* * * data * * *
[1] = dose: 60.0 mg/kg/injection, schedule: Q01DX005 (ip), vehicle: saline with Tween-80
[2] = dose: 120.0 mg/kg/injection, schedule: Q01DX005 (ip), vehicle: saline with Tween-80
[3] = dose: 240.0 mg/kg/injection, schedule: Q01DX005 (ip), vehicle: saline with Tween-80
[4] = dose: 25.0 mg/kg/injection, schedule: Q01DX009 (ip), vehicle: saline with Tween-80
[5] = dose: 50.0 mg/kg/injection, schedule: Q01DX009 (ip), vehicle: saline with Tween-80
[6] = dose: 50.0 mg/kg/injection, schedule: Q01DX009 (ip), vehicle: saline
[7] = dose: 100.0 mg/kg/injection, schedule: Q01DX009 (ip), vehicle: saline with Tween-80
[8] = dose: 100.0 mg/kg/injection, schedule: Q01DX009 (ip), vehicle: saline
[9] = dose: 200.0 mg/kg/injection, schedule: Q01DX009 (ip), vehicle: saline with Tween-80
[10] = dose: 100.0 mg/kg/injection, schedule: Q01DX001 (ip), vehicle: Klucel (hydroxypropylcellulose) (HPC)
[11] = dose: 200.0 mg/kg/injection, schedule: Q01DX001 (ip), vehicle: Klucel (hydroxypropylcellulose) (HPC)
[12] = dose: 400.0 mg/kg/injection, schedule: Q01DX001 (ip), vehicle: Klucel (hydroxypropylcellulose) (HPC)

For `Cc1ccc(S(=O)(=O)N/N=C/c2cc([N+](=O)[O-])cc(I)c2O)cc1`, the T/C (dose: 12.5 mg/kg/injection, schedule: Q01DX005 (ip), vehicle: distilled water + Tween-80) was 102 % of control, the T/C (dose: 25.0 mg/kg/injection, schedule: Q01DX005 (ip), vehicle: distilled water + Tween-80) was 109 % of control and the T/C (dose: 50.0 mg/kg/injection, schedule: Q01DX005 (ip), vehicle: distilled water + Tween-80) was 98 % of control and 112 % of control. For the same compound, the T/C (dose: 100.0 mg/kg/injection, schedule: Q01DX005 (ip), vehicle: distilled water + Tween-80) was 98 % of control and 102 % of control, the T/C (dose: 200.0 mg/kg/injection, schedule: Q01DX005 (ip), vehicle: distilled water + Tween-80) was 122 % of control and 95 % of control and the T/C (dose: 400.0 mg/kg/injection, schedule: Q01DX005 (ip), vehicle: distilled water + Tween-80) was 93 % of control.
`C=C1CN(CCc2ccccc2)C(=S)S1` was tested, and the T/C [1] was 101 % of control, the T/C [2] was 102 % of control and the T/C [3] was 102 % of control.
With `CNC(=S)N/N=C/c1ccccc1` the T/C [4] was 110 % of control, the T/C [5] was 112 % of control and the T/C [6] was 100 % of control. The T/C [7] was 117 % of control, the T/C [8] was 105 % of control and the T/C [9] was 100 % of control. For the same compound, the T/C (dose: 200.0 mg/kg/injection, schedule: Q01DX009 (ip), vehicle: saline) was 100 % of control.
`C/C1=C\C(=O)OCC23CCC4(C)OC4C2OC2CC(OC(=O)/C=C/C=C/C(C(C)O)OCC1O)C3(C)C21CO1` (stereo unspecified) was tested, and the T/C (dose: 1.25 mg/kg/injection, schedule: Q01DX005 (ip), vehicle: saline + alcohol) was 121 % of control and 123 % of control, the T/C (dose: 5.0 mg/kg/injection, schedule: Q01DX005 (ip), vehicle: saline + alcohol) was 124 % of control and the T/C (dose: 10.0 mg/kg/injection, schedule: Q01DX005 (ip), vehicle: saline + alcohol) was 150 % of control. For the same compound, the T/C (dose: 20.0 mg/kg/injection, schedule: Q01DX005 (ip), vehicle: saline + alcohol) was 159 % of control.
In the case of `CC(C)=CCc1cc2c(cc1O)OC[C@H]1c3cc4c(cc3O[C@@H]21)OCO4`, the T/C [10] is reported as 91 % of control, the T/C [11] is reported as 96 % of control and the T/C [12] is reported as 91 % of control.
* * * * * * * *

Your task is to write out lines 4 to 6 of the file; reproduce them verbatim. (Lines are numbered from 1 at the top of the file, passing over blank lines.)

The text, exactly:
[4] = dose: 25.0 mg/kg/injection, schedule: Q01DX009 (ip), vehicle: saline with Tween-80
[5] = dose: 50.0 mg/kg/injection, schedule: Q01DX009 (ip), vehicle: saline with Tween-80
[6] = dose: 50.0 mg/kg/injection, schedule: Q01DX009 (ip), vehicle: saline